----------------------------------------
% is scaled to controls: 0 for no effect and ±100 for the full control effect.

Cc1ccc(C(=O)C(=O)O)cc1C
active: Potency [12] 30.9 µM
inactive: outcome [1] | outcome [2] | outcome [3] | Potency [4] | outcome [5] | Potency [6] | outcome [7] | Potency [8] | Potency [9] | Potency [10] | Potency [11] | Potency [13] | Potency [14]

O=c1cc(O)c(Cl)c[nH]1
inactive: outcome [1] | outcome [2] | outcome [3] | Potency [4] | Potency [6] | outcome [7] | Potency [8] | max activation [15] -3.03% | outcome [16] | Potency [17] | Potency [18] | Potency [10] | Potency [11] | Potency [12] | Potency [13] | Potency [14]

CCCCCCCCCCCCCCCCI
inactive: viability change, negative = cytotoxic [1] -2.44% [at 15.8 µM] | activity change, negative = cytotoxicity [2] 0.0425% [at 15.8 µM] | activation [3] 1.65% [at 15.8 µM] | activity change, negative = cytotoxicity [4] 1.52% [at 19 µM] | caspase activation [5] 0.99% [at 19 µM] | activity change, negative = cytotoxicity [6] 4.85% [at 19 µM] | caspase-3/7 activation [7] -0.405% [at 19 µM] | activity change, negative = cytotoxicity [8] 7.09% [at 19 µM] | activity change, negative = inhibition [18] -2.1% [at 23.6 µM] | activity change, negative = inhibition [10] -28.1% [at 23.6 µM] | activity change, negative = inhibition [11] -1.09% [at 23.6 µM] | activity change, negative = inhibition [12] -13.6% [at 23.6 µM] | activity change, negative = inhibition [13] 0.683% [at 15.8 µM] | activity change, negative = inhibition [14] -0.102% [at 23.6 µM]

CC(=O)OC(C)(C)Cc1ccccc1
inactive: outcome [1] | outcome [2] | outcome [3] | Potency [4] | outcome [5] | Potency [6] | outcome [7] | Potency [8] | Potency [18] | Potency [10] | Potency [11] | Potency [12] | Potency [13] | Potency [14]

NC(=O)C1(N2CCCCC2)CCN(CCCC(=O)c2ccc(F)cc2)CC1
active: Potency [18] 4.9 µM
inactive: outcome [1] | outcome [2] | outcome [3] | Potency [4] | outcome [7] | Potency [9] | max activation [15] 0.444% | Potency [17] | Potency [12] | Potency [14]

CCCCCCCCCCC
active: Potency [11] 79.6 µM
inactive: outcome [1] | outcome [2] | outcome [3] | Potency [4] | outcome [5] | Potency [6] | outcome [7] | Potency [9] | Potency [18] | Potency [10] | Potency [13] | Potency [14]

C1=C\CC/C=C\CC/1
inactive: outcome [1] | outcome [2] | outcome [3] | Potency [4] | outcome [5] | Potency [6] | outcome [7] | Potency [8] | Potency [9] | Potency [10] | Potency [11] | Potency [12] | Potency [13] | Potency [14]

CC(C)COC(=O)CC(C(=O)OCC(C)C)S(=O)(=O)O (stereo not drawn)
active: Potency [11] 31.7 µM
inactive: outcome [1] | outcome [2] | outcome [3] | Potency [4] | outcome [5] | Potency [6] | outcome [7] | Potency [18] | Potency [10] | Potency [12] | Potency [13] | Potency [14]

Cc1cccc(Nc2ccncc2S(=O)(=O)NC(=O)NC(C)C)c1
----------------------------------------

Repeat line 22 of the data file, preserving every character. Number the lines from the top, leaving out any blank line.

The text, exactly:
Cc1cccc(Nc2ccncc2S(=O)(=O)NC(=O)NC(C)C)c1